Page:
The bus ride around DC was the first time I was able to look at my own culture through another’s lenses. I never thought about how much we love or use our flag until the Japanese brought it to light. Yes, I knew the flag was important to us but when comparing our national anthems and traditions I realized it is what brings us together as Americans and keeps us unified. The Japanese don’t have to express their love for their flag as much because they are a homogeneous country and know who they are as a unified nation. I found it amazing how good their English was as well. When talking to my homestay I would sometimes mistake her for an American teenager and would forget to speak slowly. There were some things I knew already about my country and could explain to the student quite easily and it was exciting going into depth on certain topics that they and I found interesting. However, I found out there were several things I couldn’t explain.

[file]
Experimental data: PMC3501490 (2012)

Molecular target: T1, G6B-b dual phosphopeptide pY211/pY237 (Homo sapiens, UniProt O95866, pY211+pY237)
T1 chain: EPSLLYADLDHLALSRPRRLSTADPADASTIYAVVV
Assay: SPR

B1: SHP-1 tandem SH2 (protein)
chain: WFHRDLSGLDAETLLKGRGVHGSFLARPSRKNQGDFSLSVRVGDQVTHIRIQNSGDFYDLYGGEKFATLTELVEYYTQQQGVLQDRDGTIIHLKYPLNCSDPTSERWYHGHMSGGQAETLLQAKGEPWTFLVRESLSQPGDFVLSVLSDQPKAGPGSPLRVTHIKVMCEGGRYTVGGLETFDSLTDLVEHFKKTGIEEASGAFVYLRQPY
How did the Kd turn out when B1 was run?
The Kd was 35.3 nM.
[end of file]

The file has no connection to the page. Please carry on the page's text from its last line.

When we took a few to the Marine Barracks they asked a lot of questions about the military and the drills they were doing. I never even realized how much I didn’t know about my dad’s job and life I’ve been living. Being military I thought I knew everything. That was not the case though, I wasn’t prepared for their questions and I felt a little embarrassed that I have been living this life but never asked any questions. I didn’t know too much about my dad’s job or the ceremony going on. I know it opened my eyes to asking more questions to broaden my knowledge. That situation reminded me that most kids who live in dc don’t go to the museums or use the resources they have all around them.